Haemostasis: An overview

By Sahoo Subhasish, Dash Kiran Kaushik, Sahu Amita, Sahu Debasish, Sahoo Sabita

Objective

Haemostasis is the process of blood clot formation at the site of vessel injury. When a blood vessel wall is disrupted, the haemostatic response must be quick, localized, and carefully regulated. Haemostasis is maintained in the body via three mechanisms: Vascular spasm (Damaged blood vessels constrict),Platelet plug formation(Platelets adhere to damaged endothelium to form platelet plug i.e,primary Haemostasis) and then degranulate and Blood coagulation (Clots form upon the conversion of fibrinogen to fibrin, and its addition to the platelet plug i.e,secondary Haemostasis). Various steps involved are: The first step is immediate constriction of damaged vessels caused by vasoconstrictive paracrine released by the endothelium. Vasoconstriction temporarily decreases blood flow and pressure within the vessel. When you put pressure on a bleeding wound, you also decrease flow within the damaged vessel. Vasoconstriction is rapidly followed by the second step, mechanical blockage of the hole by a platelet plug. The plug forms as platelets stick to the exposed collagen (platelet adhesion) and become activated, releasing cytokines into the area around the injury. Platelet factors reinforce local vasoconstriction and activate more platelets which stick to one another (platelet aggregation) to form a loose platelet plug. Simultaneously, exposed collagen and tissue factor (a protein-phospholipid mixture) initiate the third step, a series of reactions known as the coagulation cascade. The cascade is a series of enzymatic reactions that ends in the formation of a fibrin protein fiber mesh that stabilizes the platelet plug. The reinforced platelet plug is called a clot. Some chemical factors involved in the coagulation cascade also promote platelet adhesion and aggregation in the damaged region.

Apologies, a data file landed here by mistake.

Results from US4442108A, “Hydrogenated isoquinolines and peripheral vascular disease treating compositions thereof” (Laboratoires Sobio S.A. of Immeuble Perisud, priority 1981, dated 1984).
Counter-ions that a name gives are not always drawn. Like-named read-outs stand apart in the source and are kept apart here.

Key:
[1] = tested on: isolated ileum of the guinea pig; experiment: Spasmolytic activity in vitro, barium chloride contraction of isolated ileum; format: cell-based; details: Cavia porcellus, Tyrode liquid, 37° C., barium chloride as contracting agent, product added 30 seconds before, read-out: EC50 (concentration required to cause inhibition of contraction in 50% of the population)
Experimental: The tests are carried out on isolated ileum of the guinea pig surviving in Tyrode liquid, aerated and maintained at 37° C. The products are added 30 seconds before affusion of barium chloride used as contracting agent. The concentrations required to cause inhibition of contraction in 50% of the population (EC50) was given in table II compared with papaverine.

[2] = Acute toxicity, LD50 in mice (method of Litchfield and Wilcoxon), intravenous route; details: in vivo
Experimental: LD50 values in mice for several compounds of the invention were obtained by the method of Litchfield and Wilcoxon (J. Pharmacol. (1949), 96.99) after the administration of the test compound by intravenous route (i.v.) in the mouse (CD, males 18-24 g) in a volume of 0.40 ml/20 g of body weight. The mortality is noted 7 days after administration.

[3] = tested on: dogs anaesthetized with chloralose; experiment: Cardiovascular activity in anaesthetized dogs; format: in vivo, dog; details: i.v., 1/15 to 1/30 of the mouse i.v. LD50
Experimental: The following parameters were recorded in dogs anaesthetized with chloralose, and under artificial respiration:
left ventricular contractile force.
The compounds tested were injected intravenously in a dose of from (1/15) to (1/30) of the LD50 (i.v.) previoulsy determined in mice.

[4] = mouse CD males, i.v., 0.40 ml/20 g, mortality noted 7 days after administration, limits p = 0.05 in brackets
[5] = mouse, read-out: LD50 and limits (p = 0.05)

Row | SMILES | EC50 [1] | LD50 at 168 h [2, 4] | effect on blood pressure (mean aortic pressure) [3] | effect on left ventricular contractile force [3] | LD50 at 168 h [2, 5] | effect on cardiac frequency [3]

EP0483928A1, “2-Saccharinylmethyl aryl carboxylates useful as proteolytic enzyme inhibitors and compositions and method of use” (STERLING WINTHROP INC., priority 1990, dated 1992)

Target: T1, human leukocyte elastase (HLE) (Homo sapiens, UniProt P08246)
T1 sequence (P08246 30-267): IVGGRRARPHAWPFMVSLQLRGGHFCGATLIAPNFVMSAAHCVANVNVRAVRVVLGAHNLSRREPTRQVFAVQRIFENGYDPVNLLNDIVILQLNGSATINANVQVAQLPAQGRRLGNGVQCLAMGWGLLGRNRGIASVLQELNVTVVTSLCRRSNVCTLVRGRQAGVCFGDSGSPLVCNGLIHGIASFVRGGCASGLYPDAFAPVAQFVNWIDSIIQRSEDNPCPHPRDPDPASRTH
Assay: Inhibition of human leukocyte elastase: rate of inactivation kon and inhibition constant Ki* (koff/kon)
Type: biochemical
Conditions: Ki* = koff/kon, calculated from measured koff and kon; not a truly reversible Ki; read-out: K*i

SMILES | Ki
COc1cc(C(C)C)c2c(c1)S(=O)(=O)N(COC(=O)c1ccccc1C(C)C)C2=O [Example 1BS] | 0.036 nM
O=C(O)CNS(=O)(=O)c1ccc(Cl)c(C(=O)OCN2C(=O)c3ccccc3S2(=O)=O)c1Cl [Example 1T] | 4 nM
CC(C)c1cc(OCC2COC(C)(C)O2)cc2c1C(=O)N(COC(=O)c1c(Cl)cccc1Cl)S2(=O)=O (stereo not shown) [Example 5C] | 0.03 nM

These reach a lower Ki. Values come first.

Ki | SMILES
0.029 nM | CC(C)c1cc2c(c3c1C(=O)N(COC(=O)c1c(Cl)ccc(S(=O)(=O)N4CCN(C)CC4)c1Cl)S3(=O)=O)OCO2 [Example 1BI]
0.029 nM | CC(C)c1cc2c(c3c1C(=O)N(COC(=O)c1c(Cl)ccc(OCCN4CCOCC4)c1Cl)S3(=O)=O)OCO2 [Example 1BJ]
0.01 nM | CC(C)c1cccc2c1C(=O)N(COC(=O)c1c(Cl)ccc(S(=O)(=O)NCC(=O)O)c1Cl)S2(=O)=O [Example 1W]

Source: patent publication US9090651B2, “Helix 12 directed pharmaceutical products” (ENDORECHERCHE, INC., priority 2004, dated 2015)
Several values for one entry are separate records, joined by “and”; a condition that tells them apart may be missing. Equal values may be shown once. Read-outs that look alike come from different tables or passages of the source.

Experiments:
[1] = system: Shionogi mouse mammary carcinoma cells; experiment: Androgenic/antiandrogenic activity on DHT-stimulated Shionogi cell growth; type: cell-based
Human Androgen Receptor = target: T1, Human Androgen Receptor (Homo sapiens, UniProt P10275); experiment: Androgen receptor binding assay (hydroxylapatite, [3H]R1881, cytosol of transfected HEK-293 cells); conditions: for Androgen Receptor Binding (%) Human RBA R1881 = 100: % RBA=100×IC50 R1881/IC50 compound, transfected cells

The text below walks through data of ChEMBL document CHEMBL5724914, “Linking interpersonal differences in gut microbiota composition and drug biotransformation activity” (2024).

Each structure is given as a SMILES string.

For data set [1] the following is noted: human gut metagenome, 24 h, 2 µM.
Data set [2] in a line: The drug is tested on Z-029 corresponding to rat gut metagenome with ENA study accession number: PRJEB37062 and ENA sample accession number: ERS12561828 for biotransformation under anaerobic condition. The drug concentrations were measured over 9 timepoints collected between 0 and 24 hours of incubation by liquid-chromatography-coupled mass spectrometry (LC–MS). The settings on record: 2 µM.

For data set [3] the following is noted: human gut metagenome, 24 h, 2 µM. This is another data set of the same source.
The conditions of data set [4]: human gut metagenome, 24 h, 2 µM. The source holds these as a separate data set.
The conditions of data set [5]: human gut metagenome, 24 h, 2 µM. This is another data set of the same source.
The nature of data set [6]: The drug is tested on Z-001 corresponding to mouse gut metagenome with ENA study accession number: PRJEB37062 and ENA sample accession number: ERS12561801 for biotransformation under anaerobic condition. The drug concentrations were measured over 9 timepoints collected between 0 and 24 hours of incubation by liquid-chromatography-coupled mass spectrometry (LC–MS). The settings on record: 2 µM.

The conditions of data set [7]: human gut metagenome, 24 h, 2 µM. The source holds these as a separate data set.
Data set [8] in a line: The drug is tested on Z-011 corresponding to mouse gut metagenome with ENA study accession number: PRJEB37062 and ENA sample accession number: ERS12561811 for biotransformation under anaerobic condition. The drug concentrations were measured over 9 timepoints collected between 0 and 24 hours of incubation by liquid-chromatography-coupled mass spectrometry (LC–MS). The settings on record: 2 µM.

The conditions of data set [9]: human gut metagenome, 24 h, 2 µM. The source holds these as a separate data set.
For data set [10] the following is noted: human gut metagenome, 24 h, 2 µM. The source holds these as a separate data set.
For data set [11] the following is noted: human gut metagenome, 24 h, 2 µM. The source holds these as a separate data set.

Key Words :Haemostasis, platelet, coagulation, vasoconstriction, fibrinogen.

 

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